It has also been urged that administering these techniques does not cause any physical harm and that the extracted information will only be used for investigative efforts and will not be admitted as evidence during the testing phase. It is claimed that the improvement in fact-finding during the investigation phase will result in an increase in the prosecution rate as well as the percentage of acquittal. Yet, another line of argument is that these scientific techniques are an alternative to the purported widespread use of alleged third-degree methods by investigators. Primary contention that is involved in the case is the involuntary administration of improvised techniques, which raise questions about the protective scope of the right against self under Article 20 (3) of the Indian Constitution.[1]


1. Whether the involuntary administration of the impugned techniques violates the ‘right against self-incrimination’ enumerated in article 20(3) of the Constitution?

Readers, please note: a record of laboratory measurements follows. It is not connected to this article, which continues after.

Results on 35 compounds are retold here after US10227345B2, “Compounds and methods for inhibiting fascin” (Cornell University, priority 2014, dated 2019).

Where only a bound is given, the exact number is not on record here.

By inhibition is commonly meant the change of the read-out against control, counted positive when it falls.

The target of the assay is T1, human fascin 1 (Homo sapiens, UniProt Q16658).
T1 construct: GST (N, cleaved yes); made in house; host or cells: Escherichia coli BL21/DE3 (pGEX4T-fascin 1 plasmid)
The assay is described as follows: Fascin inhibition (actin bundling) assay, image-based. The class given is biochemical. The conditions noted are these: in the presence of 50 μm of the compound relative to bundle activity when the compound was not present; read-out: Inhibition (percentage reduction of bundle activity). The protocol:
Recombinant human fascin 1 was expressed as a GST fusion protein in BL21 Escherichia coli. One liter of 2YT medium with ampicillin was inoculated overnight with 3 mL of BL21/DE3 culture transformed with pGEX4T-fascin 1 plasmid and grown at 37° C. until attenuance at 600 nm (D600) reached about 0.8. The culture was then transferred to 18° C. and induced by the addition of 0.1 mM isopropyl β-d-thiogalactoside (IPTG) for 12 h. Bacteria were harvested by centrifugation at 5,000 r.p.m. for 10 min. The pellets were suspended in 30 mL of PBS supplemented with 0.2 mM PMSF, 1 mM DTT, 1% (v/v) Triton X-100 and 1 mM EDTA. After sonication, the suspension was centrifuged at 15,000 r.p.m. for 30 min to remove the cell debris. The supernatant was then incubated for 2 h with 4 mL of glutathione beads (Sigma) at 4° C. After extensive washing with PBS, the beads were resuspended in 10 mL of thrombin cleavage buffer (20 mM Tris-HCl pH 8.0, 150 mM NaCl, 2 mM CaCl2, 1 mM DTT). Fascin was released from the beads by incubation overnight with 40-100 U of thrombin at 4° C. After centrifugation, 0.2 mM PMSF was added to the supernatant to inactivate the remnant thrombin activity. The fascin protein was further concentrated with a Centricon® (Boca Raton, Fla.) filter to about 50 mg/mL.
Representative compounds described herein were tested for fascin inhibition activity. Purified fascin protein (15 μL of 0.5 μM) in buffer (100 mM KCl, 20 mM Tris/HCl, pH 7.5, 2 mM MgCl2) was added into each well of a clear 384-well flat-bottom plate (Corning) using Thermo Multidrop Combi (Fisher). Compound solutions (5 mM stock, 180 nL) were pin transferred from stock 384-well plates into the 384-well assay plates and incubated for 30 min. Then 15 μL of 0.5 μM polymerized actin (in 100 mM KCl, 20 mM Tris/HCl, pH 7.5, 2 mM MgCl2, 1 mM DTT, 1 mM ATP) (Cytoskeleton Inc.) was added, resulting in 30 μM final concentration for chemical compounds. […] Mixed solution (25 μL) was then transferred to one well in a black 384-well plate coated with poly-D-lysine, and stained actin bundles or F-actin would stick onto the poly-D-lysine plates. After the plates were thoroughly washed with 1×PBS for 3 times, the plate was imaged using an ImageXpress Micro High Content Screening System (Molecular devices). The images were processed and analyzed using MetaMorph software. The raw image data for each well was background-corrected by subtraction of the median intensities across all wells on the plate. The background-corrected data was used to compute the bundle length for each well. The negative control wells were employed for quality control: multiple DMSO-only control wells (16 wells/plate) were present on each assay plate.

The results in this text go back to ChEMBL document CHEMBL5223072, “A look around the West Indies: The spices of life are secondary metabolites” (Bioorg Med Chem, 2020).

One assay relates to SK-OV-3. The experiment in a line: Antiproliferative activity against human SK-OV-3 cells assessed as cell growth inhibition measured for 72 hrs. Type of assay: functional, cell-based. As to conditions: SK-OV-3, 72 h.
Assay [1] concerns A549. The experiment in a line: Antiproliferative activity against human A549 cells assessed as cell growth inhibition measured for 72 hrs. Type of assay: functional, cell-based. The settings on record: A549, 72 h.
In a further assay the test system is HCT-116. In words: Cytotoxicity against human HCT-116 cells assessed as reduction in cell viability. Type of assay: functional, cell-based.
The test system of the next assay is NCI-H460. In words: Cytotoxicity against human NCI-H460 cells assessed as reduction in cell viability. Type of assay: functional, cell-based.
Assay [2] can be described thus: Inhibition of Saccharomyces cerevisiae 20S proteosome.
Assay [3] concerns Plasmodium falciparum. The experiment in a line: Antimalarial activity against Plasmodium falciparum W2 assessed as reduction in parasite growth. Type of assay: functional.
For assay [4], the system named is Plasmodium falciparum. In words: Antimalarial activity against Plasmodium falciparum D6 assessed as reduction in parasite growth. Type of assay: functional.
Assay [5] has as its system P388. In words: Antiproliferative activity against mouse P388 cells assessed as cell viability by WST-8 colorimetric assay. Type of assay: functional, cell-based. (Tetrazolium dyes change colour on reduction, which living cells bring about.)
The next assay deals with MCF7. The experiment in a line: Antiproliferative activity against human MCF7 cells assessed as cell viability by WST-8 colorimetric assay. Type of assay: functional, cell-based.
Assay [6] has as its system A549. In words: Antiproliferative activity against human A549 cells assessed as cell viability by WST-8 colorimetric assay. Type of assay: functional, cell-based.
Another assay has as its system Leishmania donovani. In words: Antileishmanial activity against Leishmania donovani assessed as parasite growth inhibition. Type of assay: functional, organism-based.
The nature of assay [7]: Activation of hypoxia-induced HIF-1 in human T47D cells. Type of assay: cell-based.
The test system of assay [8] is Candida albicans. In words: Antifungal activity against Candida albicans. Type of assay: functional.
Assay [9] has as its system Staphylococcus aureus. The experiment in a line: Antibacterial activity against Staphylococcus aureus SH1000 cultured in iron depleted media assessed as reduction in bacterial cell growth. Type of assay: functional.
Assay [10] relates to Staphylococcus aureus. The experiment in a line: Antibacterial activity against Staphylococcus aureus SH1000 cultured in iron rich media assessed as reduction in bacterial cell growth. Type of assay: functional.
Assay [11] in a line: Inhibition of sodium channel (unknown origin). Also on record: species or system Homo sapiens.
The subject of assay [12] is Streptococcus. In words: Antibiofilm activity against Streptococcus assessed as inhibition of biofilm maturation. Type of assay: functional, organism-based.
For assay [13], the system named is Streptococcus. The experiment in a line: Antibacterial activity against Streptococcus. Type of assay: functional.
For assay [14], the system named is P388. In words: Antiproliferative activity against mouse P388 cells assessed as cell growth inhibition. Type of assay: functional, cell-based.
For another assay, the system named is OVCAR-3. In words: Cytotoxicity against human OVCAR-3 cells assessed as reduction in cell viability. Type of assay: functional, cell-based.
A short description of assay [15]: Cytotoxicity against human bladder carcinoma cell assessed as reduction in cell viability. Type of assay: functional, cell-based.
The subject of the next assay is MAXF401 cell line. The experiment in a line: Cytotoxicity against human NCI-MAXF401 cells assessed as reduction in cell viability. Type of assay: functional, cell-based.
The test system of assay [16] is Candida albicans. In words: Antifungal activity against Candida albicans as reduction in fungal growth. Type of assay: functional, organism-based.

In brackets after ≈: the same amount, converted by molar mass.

I-A. Whether the investigative use of the impugned techniques creates a likelihood of incrimination for the subject?

  I-B. Whether the results derived from the impugned techniques amount to ‘testimonial compulsion’, thereby attracting the bar of Article 20(3)?

2. Whether the involuntary administration of the impugned techniques is a reasonable restriction on ‘personal liberty’ as understood in the context of Article 21 of the Constitution?[2]


Appellant’s Contentions:

  • The Appellant contended that these scientific techniques are a softer alternative to the widespread use of third-degree methods by investigators and so a violation of the fundamental right provided under Article 20(3).


Respondent’s Contentions:

  • By citing the importance of extracting information, the defendants argued that these could help investigation agencies prevent future criminal activity and in situations in which it becomes difficult to collect evidence through conventional
  • Reliance was placed upon specific provisions of the Code of Criminal Procedure, 1973 and the Indian Evidence Act, 1872 to refer back to the responsibilities placed on citizens to cooperate fully with the investigating agencies.